agitation of his mind during the
transaction—the very distressing
situation which the robbers left him

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in, and the violent exertions he was
prompted to make in order to
awaken his family, added to the
great weight upon his mind, arising
from the high responsibility of his
trust, must have formed an aggre-
gate of distress, better conceived
than described. His illness has
been so much increased that he is
now confined to his bed.

Trenton Federalist.

new-york, oct. 28.

At 9 o'clock P. M. fire was dis-
covered bursting out of a stable in
Dutch-street, and in a few minutes
that and another building were
burnt to the ground. Though the
evening was still and the fire-men
and citizens very active, yet, owing
to a scarcity of water, two other
adjoining buildings caught fire; one
of them is almost entirely destroyed,
the upper story of the other, a fine
brick building, was consumed. It
is said that the fire was communi-
cated to the hay in the stable from
a candle which a person had used
in taking out a horse—The stable
was owned by Mr. Pearsal, and
occupied by the horses of the Alba-
ny stage, none of which were in it
when the accident happened. —
The house is owned by Mr. Crom-
well of Long-Island; and the brick
house by Mr. Minard, at present
cut of town. These buildings were
occupied by small families; and,
we believe, were all insured. The
damage is estimated at 3000 dol-

oct. 31.

All restrictions on the intercourse
between New-York and Philadel-
phia, either by land or water, were
removed by order of the Board of
Health of Philadelphia, so far as
imposed by them.

[gap] etersburg, (vir.) nov. 1.

On Thursday night, about 8
o'clock, an altercation took place
between James Fleming and Allen
Stone, in which the former dis-
charged a loaded pistol at the lat-
ter. The ball missed him, and en-
tered the breast of Nicholas Agin,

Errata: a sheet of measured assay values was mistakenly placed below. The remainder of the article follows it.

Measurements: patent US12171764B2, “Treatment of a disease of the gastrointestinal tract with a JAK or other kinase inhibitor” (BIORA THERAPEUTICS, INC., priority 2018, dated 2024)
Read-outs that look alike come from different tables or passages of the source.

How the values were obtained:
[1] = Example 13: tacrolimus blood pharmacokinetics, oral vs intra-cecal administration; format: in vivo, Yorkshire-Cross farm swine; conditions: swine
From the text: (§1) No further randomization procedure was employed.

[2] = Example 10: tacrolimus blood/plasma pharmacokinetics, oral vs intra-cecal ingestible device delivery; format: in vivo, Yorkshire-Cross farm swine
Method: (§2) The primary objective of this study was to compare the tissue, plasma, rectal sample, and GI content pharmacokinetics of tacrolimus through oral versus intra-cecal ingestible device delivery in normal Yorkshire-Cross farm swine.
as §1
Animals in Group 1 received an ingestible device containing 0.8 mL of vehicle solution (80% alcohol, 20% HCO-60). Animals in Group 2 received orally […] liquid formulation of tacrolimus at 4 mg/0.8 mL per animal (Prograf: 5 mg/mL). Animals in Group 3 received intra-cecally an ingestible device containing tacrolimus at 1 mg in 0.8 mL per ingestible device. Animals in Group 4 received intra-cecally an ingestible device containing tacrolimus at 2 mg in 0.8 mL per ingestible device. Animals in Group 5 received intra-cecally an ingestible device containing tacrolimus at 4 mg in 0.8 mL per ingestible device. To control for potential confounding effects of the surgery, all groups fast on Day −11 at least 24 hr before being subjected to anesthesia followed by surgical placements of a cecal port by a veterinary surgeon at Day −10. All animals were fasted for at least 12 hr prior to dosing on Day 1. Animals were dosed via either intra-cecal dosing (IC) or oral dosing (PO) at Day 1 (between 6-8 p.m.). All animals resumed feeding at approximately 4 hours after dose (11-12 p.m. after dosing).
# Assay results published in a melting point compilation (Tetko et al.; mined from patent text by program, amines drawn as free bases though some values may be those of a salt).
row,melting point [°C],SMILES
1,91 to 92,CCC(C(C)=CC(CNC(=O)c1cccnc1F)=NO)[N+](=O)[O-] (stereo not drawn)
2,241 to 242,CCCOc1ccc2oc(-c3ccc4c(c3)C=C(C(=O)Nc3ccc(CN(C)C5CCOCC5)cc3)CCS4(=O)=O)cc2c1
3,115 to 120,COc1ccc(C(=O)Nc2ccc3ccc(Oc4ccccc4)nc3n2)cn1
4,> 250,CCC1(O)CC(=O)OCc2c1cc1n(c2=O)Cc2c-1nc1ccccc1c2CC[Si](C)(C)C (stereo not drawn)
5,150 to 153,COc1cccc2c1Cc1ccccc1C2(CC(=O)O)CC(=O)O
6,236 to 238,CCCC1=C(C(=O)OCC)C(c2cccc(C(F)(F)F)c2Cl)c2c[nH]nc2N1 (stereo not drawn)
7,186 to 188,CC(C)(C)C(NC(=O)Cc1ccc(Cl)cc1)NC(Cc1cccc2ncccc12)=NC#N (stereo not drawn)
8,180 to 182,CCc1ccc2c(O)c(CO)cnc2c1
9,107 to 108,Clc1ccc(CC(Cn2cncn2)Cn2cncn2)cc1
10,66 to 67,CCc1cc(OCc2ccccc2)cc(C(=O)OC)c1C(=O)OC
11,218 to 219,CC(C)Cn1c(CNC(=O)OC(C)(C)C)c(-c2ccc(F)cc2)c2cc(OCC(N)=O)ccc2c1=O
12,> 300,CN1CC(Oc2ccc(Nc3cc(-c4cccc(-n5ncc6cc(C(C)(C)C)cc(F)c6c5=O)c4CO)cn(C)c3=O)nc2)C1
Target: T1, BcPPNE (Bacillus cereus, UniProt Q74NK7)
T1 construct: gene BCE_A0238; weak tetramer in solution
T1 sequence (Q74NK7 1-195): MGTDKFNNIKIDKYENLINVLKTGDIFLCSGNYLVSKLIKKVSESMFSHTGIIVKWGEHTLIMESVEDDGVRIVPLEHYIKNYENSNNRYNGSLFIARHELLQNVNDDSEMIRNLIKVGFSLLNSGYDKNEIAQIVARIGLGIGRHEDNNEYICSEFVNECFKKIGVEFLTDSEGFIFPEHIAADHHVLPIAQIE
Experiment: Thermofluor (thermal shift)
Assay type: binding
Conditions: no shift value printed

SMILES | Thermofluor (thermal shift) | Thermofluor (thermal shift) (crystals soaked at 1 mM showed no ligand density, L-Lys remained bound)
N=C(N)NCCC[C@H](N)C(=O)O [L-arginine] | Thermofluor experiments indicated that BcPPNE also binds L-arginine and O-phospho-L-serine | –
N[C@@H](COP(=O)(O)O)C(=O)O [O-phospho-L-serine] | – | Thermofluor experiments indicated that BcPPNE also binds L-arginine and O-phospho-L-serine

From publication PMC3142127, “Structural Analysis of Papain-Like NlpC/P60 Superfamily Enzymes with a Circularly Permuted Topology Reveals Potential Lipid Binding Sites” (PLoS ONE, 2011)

which put an almost immediate pe-
riod to his existence.


Much injury was done by the ex-
treme high tide, which overflowed
the wharves and filled the cellars in
the lower parts of the city—an in-
stance of the kind has not been
known, nor damage done to the
amount sustained yesterday since the
year 1796, or 1797.

philadelphia, nov. 2.

A fire broke out in the morning,
about 2 o'clock, in a frame building
situate at the extremity of the Nor-
thern Liberties, in Front-street.
Three frame buildings were con-
sumed before it was subdued.

Exports from the port of Philadel-
phia from the
1st of July to the
30th of September; both inclu-
51,563  barrels Flour, 
4,520  half do. 
505  barrels Middling, 
3,095  barrels Rye Flour, 
2,333  hhds. Indian Meal, 
7,491  barrels do. 
30  half do. 


For several days past this city
has been the resort of a very extra-
ordinary number of quails. These
natives of the grove seem desirous
of fixing their abode among us; and,
divested in a degree of their usual
timidity, they visit our gardens and
our streets, and in some instances
enter our houses. They indeed,
abound with such frequency as
would furnish no inconsiderable
amusement to the lovers of sport,
did not our municipal regulations
render the use of fire arms (within
the city) rather too expensive. The
boys, however, find much diversion
in attacking them with stones and
other missile weapons, by which
means many are secured.

It is, or may be conjectured,
there is something ominous in this
social disposition of our feathered
visitants.....Some very good sort of
people, but of temperaments a lit-
tle prone to hypechondria, are

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extremely apprehensive that this